DSC - Differential Scanning Calorimetrydsc
Analytical technique description:
Differential Scanning Calorimtry is a thermic method especially indicated for the study of transitions which imply specific heat variations and energy absorption (endothermic variations) or emission (exothermic variations). The sample is submitted to a controlled thermic scanning, giving back qualitative information about temperature of specific thermic phenomena and about their properties (endothermic or exothermic phenomena).
In Cultural Heritage field, this is an especially suitable technique to determine the temperature of some phase transitions that are particularly significant for polymeric materials to be used in conservation: glass transition temperature Tg, crystallization temperature Tc, melting temperature Tm. In particular, Tg indicates the temperature where a polymer changes itself from an amorphous (molten or rubber-like) state to a vitreous (hard and relatively brittle) state. This transition is then an important characteristic for all the amorphous polymers that are used in conservation: a material with a Tg that is lower than room temperature is soft and flexible, while a material having a Tg higher than room temperature is hard and brittle, and it can lead to cracks and fractures.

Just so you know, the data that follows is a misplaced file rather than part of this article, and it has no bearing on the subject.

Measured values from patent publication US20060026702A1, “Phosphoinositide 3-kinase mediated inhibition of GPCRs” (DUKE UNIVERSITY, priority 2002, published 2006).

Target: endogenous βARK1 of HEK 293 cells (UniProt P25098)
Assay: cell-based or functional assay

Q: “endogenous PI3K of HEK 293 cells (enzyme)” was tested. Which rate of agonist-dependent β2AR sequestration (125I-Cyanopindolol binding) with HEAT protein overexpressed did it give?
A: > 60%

It is a thermoanalytical technique, in which information are given from the controlled heating or cooling of the studied material. In particular, Differential scanning calorimetry is based on the difference between the thermic flow of the sample and the one of a reference, both submitted to a controlled and preset temperature program. Differential measurement of the system is bond to the specific thermic behavior of the material, independently from experimental conditions.
  Instrumental details: Perkin Elmer system, model Pyris 1, equipped with a criogenic system Pyris Intracooler II (Florence Unit).
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Institute for the Conservation and Valorization of Cultural Heritage